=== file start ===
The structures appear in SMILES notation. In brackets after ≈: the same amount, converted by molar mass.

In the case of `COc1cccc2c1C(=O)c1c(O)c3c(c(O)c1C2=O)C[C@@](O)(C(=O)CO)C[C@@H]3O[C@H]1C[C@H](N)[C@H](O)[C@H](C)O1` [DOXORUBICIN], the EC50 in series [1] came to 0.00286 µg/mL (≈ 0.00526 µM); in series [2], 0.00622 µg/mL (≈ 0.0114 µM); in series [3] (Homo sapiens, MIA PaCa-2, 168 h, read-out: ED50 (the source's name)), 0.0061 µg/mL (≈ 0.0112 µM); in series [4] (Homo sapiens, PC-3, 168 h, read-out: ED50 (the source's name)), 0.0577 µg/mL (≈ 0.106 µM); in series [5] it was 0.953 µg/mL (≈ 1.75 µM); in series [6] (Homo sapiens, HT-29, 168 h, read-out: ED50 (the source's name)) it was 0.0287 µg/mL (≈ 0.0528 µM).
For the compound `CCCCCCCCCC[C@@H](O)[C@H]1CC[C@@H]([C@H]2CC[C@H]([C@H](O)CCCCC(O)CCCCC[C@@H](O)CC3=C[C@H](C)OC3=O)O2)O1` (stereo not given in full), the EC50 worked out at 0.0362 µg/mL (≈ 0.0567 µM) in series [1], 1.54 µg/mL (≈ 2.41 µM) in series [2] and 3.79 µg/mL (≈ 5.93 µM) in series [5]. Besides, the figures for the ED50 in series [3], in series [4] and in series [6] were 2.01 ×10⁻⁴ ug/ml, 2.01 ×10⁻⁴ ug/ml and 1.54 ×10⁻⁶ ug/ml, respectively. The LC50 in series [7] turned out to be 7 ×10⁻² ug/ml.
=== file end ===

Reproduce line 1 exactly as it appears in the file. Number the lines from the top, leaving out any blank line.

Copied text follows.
The structures appear in SMILES notation. In brackets after ≈: the same amount, converted by molar mass.